Twenty-two years ago, Rebbetzin Yehudis Bogatz’s daughter Chani was diagnosed with severe kidney disease. Born with only one kidney, her condition was precarious. Dialysis wasn’t working, and medications had left her with permanent hearing loss. The experts in Eretz Yisrael sent the Bogatz family to America.
Chani Bogatz received a new kidney in Palo Alto, California. But the transplant didn’t take, and she needed another kidney, this time from a live organ donor. In those days, living kidney donors were rare, and Chani’s kidney transplant at the UCLA Medical Center garnered much media attention.
Chani suffered greatly throughout those years, but Rebbetzin Bogatz noticed that her daughter found many areas in which to excel. “In every hospital’s recreation room, Chani gravitated towards the computers and art stations. During her time at the dialysis center in between transplants, she became proficient at the computer and found an avid student in me. She was a natural.”
Baruch Hashem, the Bogatz family eventually returned to Eretz Yisrael with those turbulent years behind them, except for the anti-rejection pills that Chani would have to take every day for the rest of her life. School, however, proved to be a huge challenge.
“Eight-year-old Chani could explain the different types of dialysis in excruciating detail to her classmates. But my bright, fun-loving daughter couldn’t keep up academically in her elementary school. Her hearing loss and learning deficits were a bridge too far to cross. Additionally, as a creative child with the mind of an artist, the subject matter bored her to tears. While her classmates wrote endless book reports and crammed for exams, Chani daydreamed about her arts and crafts projects at home.”
After limping her way through elementary school, Chani graduated, expecting to attend the same high school as her peers. But the thought of her talented daughter suffering through another four years in the conventional system was too much for Rebbetzin Bogatz to bear. It was time to stop shoehorning a square peg into a round hole.
“I met with a lot of principals, inquiring about the art and computer programs in their schools. But none of them were able to help me,” Rebbetzin Bogatz remembers. “One of them said that she thought a school like that existed in America, so I set out to build a similar framework in Eretz Yisrael. My goal was to create an art school for gifted students who hadn’t thrived in a conventional academic setting.”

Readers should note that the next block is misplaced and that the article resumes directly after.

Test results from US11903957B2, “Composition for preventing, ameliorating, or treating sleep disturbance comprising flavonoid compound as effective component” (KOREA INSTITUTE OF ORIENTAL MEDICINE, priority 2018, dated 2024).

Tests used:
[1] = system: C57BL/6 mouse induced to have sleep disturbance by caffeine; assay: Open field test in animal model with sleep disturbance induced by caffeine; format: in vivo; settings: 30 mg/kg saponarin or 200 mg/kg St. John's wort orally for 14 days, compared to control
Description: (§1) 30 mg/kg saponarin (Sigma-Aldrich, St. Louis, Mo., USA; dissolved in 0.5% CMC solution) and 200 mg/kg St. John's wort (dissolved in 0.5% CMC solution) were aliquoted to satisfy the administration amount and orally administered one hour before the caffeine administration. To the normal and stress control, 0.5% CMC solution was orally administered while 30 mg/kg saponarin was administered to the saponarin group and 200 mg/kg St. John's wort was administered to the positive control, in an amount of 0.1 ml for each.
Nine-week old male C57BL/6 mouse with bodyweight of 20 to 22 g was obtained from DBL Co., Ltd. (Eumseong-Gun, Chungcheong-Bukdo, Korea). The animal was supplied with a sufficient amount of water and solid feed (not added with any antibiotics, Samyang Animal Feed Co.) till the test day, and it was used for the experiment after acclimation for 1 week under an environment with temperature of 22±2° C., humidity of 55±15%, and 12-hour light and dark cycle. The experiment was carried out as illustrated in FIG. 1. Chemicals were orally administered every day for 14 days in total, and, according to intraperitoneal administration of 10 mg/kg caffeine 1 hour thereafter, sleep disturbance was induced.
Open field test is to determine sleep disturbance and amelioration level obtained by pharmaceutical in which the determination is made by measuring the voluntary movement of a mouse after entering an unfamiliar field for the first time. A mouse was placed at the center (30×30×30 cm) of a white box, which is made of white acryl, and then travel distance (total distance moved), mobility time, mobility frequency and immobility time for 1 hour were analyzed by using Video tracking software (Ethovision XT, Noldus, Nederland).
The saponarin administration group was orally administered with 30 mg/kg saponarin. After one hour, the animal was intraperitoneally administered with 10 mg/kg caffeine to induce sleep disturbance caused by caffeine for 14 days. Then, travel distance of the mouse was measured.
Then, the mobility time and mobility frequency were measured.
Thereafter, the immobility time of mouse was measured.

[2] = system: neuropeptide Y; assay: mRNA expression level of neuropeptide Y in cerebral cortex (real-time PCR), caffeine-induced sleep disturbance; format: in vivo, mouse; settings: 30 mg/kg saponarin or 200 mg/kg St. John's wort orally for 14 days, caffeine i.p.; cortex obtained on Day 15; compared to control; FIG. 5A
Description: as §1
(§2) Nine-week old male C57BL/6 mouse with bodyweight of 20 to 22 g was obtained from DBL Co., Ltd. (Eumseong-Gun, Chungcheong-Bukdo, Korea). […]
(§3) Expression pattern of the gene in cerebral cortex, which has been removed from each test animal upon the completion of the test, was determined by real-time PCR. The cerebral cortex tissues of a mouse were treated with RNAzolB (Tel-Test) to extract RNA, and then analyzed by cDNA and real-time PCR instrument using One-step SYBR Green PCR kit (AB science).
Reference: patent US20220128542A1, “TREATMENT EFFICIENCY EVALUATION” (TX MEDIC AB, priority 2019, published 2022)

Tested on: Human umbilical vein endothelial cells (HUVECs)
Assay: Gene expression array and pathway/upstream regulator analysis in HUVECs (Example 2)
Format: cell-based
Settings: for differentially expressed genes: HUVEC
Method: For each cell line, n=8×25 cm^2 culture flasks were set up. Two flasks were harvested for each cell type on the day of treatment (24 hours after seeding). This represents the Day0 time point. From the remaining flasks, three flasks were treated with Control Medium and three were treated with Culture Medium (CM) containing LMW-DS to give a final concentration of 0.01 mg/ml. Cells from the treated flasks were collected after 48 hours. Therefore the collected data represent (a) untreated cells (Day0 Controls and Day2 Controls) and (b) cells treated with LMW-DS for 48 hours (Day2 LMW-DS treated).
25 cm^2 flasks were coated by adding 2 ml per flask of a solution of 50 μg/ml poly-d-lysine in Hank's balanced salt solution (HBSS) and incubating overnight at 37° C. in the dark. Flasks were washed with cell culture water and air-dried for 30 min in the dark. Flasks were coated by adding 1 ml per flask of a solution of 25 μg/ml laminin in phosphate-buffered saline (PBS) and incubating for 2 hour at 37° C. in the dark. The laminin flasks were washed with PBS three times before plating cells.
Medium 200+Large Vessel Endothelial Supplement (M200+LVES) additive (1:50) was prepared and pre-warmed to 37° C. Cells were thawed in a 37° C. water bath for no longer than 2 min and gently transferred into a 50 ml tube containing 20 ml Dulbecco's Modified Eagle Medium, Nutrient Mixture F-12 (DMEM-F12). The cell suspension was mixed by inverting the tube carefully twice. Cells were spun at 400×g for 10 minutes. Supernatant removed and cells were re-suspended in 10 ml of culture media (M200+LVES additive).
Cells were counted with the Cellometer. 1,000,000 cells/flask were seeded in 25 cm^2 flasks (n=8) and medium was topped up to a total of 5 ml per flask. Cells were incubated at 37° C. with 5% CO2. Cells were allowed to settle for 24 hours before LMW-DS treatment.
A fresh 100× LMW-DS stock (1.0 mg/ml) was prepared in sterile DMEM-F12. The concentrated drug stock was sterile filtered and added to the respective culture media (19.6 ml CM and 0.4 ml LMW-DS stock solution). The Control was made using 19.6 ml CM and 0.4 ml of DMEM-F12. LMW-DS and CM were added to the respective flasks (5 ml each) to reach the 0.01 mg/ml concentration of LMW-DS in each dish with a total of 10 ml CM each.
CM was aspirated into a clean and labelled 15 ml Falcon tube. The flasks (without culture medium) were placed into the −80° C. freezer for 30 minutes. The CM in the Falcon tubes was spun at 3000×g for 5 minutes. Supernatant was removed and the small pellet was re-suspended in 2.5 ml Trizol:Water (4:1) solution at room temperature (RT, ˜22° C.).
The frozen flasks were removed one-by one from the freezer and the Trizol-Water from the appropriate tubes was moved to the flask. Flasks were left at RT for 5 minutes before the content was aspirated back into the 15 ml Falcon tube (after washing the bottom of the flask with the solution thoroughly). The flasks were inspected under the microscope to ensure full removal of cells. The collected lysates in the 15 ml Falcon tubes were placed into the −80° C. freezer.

The naysayers were many. The municipality refused to fund the school, claiming that it lacked a solid academic base. Many parents were hesitant to register their daughters, fearing the repercussions of a new and untried experiment. Others cited shidduchim as a factor, worried about how a niche school would look on their daughters’ resumes. Most laughed in her face, predicting the school’s demise within a matter of months. One person told her that she was absolutely crazy to embark on such an endeavor. “So I decided to be crazy,” Rebbetzin Bogatz says with a laugh.
Support came from unlikely quarters. Knowing the precocious teenager well, Chani’s doctor in Shaare Zedek agreed that a school with an emphasis on the arts would be the right place for her. He suggested that Rebbetzin Bogatz enroll her in a non-religious school that had been founded by another mother in a similar predicament.
“But I was resolute. I’d fought for my daughter’s health for years; it was now time to do battle for her education,” Rebbetzin Bogatz said.
The local municipality said that art was wonderful, but only as an elective once a week. However, for the child who needs an immersive art experience in order to blossom, once a week is far from sufficient. While the government now acknowledges and even funds art schools to some extent, Rebbetzin Bogatz had to explain the need for one and articulate her vision. The officials weren’t amenable to the idea, to say the least. So Rebbetzin Bogatz placed ads in local newspapers, advertising a Bais Yaakov for talented artistic students who needed a place that honored their need for differentiated instruction. Unfortunately, enrollment proved to be tough. Lacking an infrastructure, Pri Chochmah began as a separate track within an existing school.